Conference championships[edit]

Season Sport Conference Notes References
1970 Basketball ball.svg Men's Basketball SIAC [9]
1979 Basketball ball.svg Men's Basketball SIAC regular season and tournament title [10][11]
1980 Basketball ball.svg Men's Basketball SIAC regular season and tournament title [10][11]
1981 Basketball ball.svg Men's Basketball SIAC regular season and tournament title [10][11]
1991 Tennis ball.svg Women's Tennis SIAC [12]
1994 Tennis ball.svg Women's Tennis SIAC [12]
1995 Baseball SIAC [13]
1996 Tennis ball.svg Women's Tennis SIAC [12]
1996 Baseball SIAC [13]
1997 Tennis ball.svg Women's Tennis SIAC [12]
1997 Baseball SIAC [13]
1998 Baseball SIAC [13]
1998 Tennis ball.svg Women's Tennis SIAC [12]
1999 Baseball SIAC [13]
2012 Basketball ball.svg Men's Basketball MEAC regular season conference champions
2012 Softball MEAC Southern Division Conference Champions
2013 Baseball MEAC Southern Division Conference Champions
Conference Tournament Champions
2015 Basketball ball.svg Women's Basketball MEAC Conference Tournament Champions

Team colors[edit]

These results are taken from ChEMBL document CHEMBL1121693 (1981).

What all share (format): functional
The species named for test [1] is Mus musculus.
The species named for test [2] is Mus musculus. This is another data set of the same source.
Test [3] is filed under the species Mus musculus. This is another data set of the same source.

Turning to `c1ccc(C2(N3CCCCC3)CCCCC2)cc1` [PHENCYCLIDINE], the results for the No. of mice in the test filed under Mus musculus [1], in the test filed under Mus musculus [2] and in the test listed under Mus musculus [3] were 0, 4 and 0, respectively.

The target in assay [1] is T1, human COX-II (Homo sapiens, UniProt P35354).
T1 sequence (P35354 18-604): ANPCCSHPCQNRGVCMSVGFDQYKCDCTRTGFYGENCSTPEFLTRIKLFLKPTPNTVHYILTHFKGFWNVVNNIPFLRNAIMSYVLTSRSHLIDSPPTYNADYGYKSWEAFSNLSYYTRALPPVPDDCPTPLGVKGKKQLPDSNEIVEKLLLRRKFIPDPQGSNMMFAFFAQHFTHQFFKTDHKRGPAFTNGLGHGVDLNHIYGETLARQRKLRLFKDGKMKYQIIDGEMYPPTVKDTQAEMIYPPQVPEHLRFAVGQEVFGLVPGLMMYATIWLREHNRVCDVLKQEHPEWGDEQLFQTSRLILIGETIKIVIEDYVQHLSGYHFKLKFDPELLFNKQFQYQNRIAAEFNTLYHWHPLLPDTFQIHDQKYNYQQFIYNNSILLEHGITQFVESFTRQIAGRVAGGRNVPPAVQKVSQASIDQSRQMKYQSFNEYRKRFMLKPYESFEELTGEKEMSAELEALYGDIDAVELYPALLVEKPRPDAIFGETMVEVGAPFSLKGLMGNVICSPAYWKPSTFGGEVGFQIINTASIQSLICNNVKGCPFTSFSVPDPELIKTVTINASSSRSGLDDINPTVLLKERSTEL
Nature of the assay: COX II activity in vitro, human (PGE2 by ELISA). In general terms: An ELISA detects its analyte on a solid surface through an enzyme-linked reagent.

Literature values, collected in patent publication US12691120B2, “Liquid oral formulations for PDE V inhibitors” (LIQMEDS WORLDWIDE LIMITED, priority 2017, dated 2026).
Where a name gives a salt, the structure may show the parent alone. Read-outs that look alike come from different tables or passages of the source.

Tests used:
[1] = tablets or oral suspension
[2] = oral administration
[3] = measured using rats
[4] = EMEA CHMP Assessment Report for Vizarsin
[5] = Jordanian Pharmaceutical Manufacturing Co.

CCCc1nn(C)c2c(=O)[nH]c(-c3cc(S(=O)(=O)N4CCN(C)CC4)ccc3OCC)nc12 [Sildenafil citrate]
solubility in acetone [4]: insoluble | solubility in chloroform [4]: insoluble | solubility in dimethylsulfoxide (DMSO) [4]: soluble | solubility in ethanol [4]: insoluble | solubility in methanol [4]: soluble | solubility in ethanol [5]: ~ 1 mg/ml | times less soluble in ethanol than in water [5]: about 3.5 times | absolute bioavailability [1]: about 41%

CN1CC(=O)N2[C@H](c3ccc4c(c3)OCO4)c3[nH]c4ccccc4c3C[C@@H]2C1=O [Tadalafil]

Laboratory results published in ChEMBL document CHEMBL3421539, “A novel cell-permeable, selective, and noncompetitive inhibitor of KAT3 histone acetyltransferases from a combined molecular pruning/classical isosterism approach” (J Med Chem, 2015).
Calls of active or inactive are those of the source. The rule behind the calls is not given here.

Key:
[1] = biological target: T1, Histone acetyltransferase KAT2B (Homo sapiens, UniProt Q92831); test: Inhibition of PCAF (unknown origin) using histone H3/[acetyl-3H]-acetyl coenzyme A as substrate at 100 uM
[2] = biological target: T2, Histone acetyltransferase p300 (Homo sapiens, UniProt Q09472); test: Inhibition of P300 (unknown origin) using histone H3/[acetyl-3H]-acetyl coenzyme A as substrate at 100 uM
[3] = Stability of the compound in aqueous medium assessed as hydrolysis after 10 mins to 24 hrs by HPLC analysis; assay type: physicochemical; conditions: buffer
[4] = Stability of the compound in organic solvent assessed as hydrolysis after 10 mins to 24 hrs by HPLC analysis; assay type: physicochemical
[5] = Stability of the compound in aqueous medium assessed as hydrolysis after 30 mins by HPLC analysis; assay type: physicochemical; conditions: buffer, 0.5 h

The official school colors for Savannah State are Burnt Orange and Reflex Blue.[14] White is often used as a secondary color and for alternate jerseys.

Organization[edit]

Athletics at Savannah State University are administered by the Savannah State University Athletic Department. The department is headed by an athletic director who is responsible for the department's oversight and all matters related to the school's 16 NCAA Division I sports teams for men and women.[15] The department dedicates about $2 million per year for its sports teams and facilities.[16]

The current athletic director is Sterling Steward Jr.[17]

Current facilities[edit]

Most athletic teams have on-campus facilities for competition, including Ted A. Wright Stadium for football and track and field,[18] and Tiger Arena for basketball and women’s volleyball.

Ted A. Wright Stadium is a 8,500 seat multi purpose stadium which opened in 1969.[19]. The stadium's name is an homage to former Savannah State Football coach Theodore Wright, who coached the team from 1947-1949.[20]